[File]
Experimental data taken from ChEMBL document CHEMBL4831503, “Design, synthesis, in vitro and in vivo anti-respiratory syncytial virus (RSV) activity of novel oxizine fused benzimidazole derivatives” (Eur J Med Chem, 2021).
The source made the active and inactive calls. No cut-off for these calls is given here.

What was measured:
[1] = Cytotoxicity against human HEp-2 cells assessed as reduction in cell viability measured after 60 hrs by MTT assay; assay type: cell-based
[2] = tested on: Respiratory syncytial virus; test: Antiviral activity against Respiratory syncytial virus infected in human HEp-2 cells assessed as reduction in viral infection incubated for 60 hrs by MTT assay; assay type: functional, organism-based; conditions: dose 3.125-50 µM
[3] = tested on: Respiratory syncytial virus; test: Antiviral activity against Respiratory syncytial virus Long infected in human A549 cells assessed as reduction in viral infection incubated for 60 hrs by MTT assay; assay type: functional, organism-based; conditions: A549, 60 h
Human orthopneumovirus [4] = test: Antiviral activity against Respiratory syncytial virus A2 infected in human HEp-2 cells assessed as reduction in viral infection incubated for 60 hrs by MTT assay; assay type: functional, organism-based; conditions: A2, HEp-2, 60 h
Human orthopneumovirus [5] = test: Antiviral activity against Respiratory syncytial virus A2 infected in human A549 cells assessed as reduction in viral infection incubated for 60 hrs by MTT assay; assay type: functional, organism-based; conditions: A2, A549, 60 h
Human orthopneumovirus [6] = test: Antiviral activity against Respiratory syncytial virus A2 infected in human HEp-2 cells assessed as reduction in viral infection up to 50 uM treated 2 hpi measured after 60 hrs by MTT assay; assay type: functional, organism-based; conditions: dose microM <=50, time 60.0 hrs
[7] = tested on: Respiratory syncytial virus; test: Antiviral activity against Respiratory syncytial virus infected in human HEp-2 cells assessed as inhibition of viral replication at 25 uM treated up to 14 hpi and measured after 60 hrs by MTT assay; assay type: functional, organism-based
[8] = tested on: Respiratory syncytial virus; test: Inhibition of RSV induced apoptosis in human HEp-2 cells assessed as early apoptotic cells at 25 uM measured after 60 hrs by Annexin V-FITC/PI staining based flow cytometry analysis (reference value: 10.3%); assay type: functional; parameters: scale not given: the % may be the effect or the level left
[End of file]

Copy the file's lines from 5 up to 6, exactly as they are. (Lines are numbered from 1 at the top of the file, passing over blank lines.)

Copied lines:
[2] = tested on: Respiratory syncytial virus; test: Antiviral activity against Respiratory syncytial virus infected in human HEp-2 cells assessed as reduction in viral infection incubated for 60 hrs by MTT assay; assay type: functional, organism-based; conditions: dose 3.125-50 µM
[3] = tested on: Respiratory syncytial virus; test: Antiviral activity against Respiratory syncytial virus Long infected in human A549 cells assessed as reduction in viral infection incubated for 60 hrs by MTT assay; assay type: functional, organism-based; conditions: A549, 60 h